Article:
Governor of the Central Bank of Tunisia (BCT) Chedly Ayari delivered an important speech on Thursday, November 5, 2015, as he switches from forecasts and analyses of the Tunisian economy situation to talk about the bank he will head until 2018 (he could not again escape questions from some media and insisted on recalling it for the umpteenth time) and the banking sector which represents the regulatory authority.
The occasion was the signing of a second twinning agreement between the BCT and the “Banque de France” in the amount of EUR 745,000, which aims to “modernize the operational framework for monetary policy” which began in May 2015 and will last 24 months.
Targeting inflation to return it to an implicit target!
The Governor of BCT, Chedly Ayari, first, reminded of the first twinning that helped “provide the Bank with a framework for analysis and forecasting, able to allow to, at the right time, to shift to a monetary policy strategy based on inflation targeting.”
He did not say when, especially as inflation, although dropping, is still sizeable at 4.2%; inflation which Governor Ayari himself had said it was only deflation. He then said that “today, the BCT has a toolbox that allows it to carry out detailed analyzes of the economic, monetary and financial situation”. He announced, also, without too much detail, the intent of the central bank to “conduct a proactive monetary policy, able to anchor inflation expectations and thereby able to return inflation to its medium-term implicit target.”
Towards financial liberalization of the economy to attract more capital
Always informative, Governor Ayari continued to speak of projects to be financed by the “Banque de France,” through twinning. These include now “improving the operational framework for the implementation of monetary policy,” he said. But more importantly, the Governor stated that this improvement will be done “by dedicating the interest rate as a privileged instrument of monetary policy, contributing to the emergence of a short-term interest rate curve (…) to deepen the foreign exchange market and bond and improve the attractiveness of the Tunisian financial market.”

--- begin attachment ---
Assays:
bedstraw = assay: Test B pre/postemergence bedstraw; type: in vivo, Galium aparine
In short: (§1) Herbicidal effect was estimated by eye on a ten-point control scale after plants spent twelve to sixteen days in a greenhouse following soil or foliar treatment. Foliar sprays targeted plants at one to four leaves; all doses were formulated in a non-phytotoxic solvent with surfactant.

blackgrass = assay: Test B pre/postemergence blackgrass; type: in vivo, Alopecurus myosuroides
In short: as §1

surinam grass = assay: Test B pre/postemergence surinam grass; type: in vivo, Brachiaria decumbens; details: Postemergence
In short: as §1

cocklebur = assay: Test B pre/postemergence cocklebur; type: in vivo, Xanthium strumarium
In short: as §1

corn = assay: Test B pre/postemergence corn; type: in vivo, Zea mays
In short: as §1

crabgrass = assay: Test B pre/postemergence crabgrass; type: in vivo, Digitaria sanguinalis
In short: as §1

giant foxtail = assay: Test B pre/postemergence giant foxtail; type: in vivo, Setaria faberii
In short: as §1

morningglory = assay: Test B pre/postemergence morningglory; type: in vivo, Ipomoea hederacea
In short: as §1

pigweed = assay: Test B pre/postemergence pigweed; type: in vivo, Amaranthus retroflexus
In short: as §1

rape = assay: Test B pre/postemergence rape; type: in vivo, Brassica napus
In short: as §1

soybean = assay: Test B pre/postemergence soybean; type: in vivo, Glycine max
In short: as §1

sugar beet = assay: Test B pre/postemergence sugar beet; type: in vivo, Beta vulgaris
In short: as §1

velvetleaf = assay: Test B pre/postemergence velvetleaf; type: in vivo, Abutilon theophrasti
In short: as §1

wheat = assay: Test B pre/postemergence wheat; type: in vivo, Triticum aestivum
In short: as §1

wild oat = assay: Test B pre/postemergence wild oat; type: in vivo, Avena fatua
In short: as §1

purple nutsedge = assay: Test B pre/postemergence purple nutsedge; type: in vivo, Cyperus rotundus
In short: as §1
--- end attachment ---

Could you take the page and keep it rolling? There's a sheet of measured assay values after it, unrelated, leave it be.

End of the explanation, before announcing that all this will help “prepare the ground for greater financial liberalization of the Tunisian economy, able to allow it to attract stable capital flows to finance job-generating productive investment.”
Ayari speaks out about decision to cut key interest rate
And as if he felt the need to explain the latest decision of the Executive Board of the BCT to cut the key interest rate by 50 basis points, Ayari said that “the situation underwent by Tunisia, rightly, requires the BCT to be constantly in an arbitration situation between a
counter-cyclical monetary policy targeting sustained and sustainable growth, and its mission to maintain price stability.”
And for those who would not have understood it, the Governor added that “indeed, the recent cut in BCT key rate fits perfectly into this logic of things.”
Criticism and nudges from the regulator to his flock
Then came the criticism and “nudges” towards bankers, especially as many of them were present. He criticized, without seeming to do it, “some distortions, often resulting from common practices observed on the interbank market, such as consensus on the daily rate.”
Alternatively, but less serious than this illicit consensus, “the outbid on pay rates for deposits and marketable debt securities”. These practices, to say the least, “hinder the development of the money market,” as he said.
Not certain of being heard in a financial market where the seats were not always for the right skills, the BCT Governor then questioned bankers who “show a reluctance to conduct repo operations, though they are secure and regulatory operations. ” In the same vein, Chedly Ayari also spoke before bankers of the “the project of delivery against payment” which does not seem to be welcomed by market professionals.
Two other new features were announced by the Governor of the BCT on this occasion. First, the overhaul of the statutes of the BCT and then the draft amendment to the law governing banking.